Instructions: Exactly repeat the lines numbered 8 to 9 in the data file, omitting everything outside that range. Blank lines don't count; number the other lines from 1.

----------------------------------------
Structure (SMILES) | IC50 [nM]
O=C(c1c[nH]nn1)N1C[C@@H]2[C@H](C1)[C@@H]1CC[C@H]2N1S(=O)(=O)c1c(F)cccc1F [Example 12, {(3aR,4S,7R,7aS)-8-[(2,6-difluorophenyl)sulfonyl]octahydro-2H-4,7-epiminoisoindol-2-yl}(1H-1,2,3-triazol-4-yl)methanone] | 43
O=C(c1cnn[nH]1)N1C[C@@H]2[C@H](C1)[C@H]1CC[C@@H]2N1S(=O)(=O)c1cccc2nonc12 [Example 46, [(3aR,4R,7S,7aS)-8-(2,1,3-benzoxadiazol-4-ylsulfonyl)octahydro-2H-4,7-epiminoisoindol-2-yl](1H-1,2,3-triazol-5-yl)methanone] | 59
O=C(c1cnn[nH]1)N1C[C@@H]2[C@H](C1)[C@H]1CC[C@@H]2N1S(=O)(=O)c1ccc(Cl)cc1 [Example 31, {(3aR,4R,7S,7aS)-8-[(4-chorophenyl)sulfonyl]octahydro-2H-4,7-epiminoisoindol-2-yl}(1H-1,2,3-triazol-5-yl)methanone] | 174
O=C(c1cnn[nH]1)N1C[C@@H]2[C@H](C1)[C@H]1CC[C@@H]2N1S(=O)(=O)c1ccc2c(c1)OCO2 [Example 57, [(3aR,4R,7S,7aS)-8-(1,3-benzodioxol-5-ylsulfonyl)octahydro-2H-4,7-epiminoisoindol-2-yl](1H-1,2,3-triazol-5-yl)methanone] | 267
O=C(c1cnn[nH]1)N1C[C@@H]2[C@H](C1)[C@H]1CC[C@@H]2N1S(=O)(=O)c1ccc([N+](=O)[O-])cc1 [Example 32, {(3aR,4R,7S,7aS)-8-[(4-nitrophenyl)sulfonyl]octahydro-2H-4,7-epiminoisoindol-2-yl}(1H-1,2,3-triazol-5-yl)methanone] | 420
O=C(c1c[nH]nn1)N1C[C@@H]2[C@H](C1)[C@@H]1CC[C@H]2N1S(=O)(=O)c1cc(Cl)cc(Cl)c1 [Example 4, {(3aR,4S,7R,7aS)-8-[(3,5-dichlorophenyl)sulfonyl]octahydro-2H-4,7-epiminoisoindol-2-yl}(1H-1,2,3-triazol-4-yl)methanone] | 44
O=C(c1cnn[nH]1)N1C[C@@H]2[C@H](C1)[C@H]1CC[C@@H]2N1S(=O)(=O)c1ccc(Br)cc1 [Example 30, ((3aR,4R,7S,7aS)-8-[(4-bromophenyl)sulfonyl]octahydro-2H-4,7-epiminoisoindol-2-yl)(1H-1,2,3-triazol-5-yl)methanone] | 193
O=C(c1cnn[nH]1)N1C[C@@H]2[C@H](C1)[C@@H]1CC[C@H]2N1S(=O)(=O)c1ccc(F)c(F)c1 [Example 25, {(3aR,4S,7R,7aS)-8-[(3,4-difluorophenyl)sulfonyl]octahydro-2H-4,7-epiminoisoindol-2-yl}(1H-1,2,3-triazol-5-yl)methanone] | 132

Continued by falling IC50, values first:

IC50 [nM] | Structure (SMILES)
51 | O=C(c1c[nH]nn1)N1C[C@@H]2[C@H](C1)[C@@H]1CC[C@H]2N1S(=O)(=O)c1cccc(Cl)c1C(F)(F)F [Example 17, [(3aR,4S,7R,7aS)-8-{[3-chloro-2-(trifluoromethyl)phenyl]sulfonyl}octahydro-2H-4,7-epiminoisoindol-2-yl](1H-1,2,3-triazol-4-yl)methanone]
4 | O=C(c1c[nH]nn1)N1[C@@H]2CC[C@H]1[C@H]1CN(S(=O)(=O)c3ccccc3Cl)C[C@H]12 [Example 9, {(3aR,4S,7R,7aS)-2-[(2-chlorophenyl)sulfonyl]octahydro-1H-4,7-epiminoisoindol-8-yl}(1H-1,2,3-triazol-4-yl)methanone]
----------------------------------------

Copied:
O=C(c1cnn[nH]1)N1C[C@@H]2[C@H](C1)[C@H]1CC[C@@H]2N1S(=O)(=O)c1ccc(Br)cc1 [Example 30, ((3aR,4R,7S,7aS)-8-[(4-bromophenyl)sulfonyl]octahydro-2H-4,7-epiminoisoindol-2-yl)(1H-1,2,3-triazol-5-yl)methanone] | 193
O=C(c1cnn[nH]1)N1C[C@@H]2[C@H](C1)[C@@H]1CC[C@H]2N1S(=O)(=O)c1ccc(F)c(F)c1 [Example 25, {(3aR,4S,7R,7aS)-8-[(3,4-difluorophenyl)sulfonyl]octahydro-2H-4,7-epiminoisoindol-2-yl}(1H-1,2,3-triazol-5-yl)methanone] | 132